Here is a picture from a dog show I attended over the weekend in San Antonio, TX. This is a handler waiting for her dog’s class to start. I really like what she did here, so thought I would share some savvy dog training tips demonstrated in this picture.
1) Tucked him out of traffic
When you have to wait in a busy place, find a quiet spot to tuck your dog away. I had a client pup at the ER a few months back and we sat near the vending machines, away from the chaos of the seating area.
I was not worried about my charge’s actions but am always alert to other dogs whose people may not have them quite under control yet.
My guess is this handler can see where the mastiff’s class will be from her vantage spot and her dog can rest with no risk of being bumped, jostled, intruded upon, sniffed, tripped over, etc while they wait. Well done!
Caveat: If you have an active, not-yet-trained dog with poor impulse control, don’t park him near things that can tip over – like these signs.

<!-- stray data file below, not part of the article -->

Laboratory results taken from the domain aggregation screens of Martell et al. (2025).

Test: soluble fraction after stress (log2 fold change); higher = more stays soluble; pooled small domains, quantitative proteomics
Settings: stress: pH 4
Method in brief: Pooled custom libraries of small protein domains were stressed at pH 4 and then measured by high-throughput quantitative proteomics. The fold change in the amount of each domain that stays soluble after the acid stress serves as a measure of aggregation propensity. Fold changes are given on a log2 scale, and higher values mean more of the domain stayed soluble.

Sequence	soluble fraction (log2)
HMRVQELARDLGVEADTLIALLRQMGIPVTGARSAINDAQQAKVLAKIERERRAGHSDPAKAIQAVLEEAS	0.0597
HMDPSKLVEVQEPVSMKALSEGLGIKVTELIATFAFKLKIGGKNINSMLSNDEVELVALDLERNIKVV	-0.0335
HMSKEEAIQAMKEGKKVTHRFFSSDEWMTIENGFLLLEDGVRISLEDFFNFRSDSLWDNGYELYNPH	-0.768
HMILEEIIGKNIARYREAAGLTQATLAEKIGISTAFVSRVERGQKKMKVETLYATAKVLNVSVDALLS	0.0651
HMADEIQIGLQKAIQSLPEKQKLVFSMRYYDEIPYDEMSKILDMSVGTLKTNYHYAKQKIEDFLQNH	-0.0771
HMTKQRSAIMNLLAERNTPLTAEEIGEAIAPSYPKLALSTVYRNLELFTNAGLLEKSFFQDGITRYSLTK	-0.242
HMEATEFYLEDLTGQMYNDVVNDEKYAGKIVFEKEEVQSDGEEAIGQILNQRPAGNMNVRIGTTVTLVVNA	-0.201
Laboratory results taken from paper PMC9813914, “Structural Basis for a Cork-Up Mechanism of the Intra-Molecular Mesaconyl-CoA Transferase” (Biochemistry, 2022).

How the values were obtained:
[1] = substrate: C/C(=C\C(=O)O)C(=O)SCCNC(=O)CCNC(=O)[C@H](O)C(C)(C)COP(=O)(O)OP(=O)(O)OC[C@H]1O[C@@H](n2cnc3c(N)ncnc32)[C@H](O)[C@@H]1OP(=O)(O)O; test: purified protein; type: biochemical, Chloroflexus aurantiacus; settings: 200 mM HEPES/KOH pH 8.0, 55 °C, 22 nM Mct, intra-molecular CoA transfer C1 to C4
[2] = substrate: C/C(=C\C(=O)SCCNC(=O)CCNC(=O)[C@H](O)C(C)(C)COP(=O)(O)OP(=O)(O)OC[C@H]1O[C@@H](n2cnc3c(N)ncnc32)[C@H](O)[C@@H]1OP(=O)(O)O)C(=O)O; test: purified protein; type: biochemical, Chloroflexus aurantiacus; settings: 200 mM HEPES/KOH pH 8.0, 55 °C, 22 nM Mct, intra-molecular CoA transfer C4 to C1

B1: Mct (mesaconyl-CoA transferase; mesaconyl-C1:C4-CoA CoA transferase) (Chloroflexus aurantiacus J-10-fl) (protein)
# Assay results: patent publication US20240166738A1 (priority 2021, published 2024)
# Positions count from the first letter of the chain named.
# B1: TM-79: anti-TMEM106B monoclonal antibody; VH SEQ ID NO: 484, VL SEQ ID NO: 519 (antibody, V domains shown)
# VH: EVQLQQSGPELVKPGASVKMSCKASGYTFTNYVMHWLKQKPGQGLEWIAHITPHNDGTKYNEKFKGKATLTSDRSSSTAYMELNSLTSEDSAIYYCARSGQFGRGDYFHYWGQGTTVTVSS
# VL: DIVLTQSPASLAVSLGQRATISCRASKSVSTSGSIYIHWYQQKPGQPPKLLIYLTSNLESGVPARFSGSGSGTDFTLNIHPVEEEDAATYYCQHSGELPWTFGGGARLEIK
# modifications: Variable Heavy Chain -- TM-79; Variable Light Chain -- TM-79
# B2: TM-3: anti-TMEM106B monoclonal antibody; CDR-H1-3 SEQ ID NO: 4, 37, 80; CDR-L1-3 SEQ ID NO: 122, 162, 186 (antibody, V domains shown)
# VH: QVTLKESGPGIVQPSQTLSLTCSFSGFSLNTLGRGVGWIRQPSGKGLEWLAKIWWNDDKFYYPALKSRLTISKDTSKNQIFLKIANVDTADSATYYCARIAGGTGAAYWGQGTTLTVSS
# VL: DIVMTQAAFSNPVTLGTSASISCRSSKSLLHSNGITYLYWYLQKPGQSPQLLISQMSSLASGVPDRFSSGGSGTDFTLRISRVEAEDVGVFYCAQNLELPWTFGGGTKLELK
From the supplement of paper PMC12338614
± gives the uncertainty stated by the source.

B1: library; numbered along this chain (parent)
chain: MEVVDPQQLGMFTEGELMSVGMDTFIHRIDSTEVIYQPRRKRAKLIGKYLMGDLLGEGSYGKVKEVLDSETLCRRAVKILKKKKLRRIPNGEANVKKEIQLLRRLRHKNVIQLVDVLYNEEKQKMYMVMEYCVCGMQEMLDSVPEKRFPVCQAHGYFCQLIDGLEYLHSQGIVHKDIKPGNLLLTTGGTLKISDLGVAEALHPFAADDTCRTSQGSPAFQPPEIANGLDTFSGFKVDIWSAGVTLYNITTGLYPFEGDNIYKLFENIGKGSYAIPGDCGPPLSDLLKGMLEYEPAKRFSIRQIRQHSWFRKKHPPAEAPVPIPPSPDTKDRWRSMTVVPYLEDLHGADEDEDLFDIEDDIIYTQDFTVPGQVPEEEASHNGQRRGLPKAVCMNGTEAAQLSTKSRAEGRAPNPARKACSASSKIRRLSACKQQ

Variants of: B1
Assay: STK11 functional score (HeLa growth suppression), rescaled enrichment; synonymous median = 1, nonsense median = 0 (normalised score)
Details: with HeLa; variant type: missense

2) Trained him
We know he is trained by how thin the leash is – she can control him with that – and because she could park him in that spot. Dog training = dog freedom; in this case freedom of location. He can now rest quietly because he understands what she wants and is willing to do it. Well done!
3) Parked herself
She is standing still. She is not fidgeting, shifting, turning or moving. When your dog is trained and you two work as a team, when you stand still, your dog will stop moving. When you start to move, so will your dog.
Her physical quietness allows him to rest. Her message is clearly: We’re waiting here. He believes her 100%. Well done!
4) Has a slack (but not too slack) leash
There is no tension on the leash. No tugging or shifting for the dog to either alert to or learn to ignore. It hangs motionless and is yet another way she is allowing him to truly take a break.
But, it isn’t hanging down to the ground either. If she needed to communicate something to him, she could do so quickly. And she will feel him shifting before he even gets up. Again, well done!
This is a thoughtful, experienced handler taking care of her dog in a calm, professional and effective way. I enjoyed seeing it and I hope you enjoyed hearing my thoughts about this picture.